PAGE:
Reflections Brief

ELLA Area: Environmental management ELLA theme: Urban Environmental governance

Slum upgrading programmes based on social inclusion and community participation can promote a local sense of pride, ownership and social integration in new urban infrastructure, as demonstrated by this innovative case study from Villa Tranquila, Argentina.

UrbAn UPgrADing WitH SociAL incLUSion: tHE cASE oF viLLA trAnQUiLA

The case study of Villa Tranquila (VT) in Buenos Aires, Argentina, shows the power of a slum upgrading process centred on a local policy of social inclusion. The intervention was characterised by an integral approach: urban problems were addressed by a participative-collaborative management structure between the local government and VT residents, and rather than only focusing on infrastructure like roads and housing, social issues were also addressed. This case offers an outstanding model for achieving social cohesion, community appropriation and sustainability in slum upgrading, one that could be applied in other regions as well.

tHE vt cASE: bAcKgroUnD
With 2,100 inhabitants, VT is one of the largest slums in the Avellaneda municipality, a suburb of Greater Buenos Aires. Before the programme, the slum lacked streets and a regular layout, making it impossible for ambulances, cars, waste collection trucks or buses to enter. The slum did not have running water, public lightning, sanitation, electricity lines or gas networks. Most houses were precariously built, made of timber and hardboard, and inhabitants did not have land titles.

Implementing slum upgrading from a perspective of social inclusion helps to improve not only the basic living conditions of residents, but also increases social integration and trust, and facilitates new partnerships, both within and with surrounding neighbourhoods. Leveraging municipal, provincial and national programmes, all within the slum upgrading project, was a cost-effective way to address residents’ cross-cutting needs. The creation of neighbourhood committees to promote and organise community participation in the project enabled its collaborative management.


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Slum urbanisation was one of the municipality’s main goals in its 2003 Strategic Plan, so to achieve this goal, it created the VT Urbanisation Plan (Plan de Urbanización de Villa Tranquila), which it began implementing in 2005. The Plan called for expanding and reorganising the slum, constructing new roads, improving existing houses while building new ones, and providing access to utilities and land titles to all inhabitants. However, the initiative was unique because from the beginning, social concerns, like building participation and trust, were given priority as well. The VT upgrading project had to address two main challenges: first, how to build infrastructure and houses in a densely populated territory without free space; and second, how to deal with a neighbourhood characterised by high levels of violence between rival areas, where 80% of the population had unsatisfied basic needs and 60% of youth between 12 and 18 years old were neither in school nor employed.

foster trust among neighbours, generate social cohesion, and lower violence levels. The VT project integrated multiple government programmes, including municipal, provincial and national initiatives that were all coordinated at the municipal level. Personnel from these programmes, from the Urban Upgrading Programme (Programa de Mejoramiento de Barrios - PROMEBA), and municipal staff, all came together to form the technical field team. Creating a diverse, collaborative team was not the only challenge, as the lack of available land required creative solutions. Project implementation was planned in stages; the initiation of each stage depending on completion of preceding ones. For example, the relocation of families was only possible subsequent to the construction of new housing. The participation of community members was of crucial importance, and improving trust between different community groups was identified as being a necessary first step.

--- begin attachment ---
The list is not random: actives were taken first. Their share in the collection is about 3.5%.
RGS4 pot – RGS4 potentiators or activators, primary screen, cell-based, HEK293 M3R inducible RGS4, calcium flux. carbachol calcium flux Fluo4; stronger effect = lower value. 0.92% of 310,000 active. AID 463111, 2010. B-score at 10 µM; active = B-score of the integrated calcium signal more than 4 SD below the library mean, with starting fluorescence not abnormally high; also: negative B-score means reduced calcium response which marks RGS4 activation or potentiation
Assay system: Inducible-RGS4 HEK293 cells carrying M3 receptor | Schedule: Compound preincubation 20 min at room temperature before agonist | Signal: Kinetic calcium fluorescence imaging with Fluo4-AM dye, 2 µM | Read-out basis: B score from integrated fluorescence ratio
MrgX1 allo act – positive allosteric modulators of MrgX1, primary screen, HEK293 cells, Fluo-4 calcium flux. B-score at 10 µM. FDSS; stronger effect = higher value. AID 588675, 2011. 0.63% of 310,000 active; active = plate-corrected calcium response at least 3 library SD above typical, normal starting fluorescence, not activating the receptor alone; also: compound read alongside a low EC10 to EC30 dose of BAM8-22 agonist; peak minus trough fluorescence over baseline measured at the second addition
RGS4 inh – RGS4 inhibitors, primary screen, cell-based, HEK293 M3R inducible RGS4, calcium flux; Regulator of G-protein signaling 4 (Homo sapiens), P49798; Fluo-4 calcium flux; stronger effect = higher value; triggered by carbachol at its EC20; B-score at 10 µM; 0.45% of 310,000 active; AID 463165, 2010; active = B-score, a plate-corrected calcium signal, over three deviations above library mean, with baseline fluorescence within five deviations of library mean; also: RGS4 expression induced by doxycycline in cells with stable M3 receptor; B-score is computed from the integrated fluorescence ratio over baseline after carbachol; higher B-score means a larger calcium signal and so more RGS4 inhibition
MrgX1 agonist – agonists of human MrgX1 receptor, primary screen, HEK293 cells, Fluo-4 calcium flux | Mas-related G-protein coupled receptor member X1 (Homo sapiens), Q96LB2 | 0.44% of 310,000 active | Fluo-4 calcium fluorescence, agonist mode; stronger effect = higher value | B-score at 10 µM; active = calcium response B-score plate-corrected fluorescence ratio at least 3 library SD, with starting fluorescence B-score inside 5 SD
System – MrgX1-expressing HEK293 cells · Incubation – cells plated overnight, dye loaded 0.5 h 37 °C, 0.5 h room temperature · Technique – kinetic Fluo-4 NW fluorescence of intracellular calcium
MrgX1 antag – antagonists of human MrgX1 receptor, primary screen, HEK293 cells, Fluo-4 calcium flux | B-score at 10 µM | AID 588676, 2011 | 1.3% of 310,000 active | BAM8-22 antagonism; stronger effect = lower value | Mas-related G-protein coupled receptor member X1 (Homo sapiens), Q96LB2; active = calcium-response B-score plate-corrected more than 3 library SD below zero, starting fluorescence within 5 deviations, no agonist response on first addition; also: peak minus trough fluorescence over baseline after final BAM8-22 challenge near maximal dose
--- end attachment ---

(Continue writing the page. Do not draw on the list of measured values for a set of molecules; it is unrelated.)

Figure 1: Old Houses in VT Source: Municipality of Avellaneda

Key FeATuReS oF VT’S unIque ImpLemenTATIon
VT’s urban upgrading was designed and implemented from a holistic, participatory perspective, bringing together urban planning, social and environmental approaches. It was implemented within a participative management framework to ensure good governance of the process, increase the social capital of the inhabitants, and ensure they would put new infrastructure to its best use and help to maintain it. The local government decided to work on different types of intervention at the same time, to address the varying needs of the neighbourhood. This included infrastructure, emergency action to attend to precarious housing needs, relocations, and addressing environmental problems like solid waste and local pollution. However, social issues were also addressed; for example, a local community FM radio station and social programmes for young people and workers were created to

Figure 2: News Houses from the integrated urban project in VT Source: Municipality of Avellaneda

Figure 3: VT Community Hall Inauguration Source: Municipality of Avellaneda

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SoLving SociAL cHALLEngES: PArticiPAtion AnD StrEngtHEning commUnitY rELAtionSHiPS
From the beginning, the programme’s planners recognised that the neighbourhood’s violence and poor social integration would need to be addressed alongside structural and infrastructure improvements. Some key design aspects were crucial for diffusing confrontation and mistrust between different neighbouring groups and ultimately to the initiative’s success. First, the VT Neighbourhood Committee, made up of 12 delegates representing different areas of the neighbourhood, was a crucial actor in building social confidence in the project and was partially responsible for the sustainability of completed public works. At bi-weekly meetings, inhabitants could influence planning and decision-making. Requests were received from community members, in order to seek solutions in agreement with the municipality. These meetings also served as a conflict-solving arena; heated discussions were common before ultimately achieving a collective compromise. Second, in addition to the visible progress made by the public works urbanisation projects, regular communication with the community, including via weekly programmes on the VT community radio, helped to improve awareness about the progress being made. This helped secure community buy-in and engagement, while at the same time strengthening trust. Finally, the everyday presence of local government representatives and their engagement with residents through specific social programmes helped spur participation and create social inclusion. They had an active presence in VT, carrying out social work, health and anti-violence campaigns, environmental training sessions, recreational and cultural activities, vocational training and reintegration of youth into the education system. The VT community radio was used to invite residents to participate in these activities. Their high level of engagement paid off: from 2009 to 2010, 1727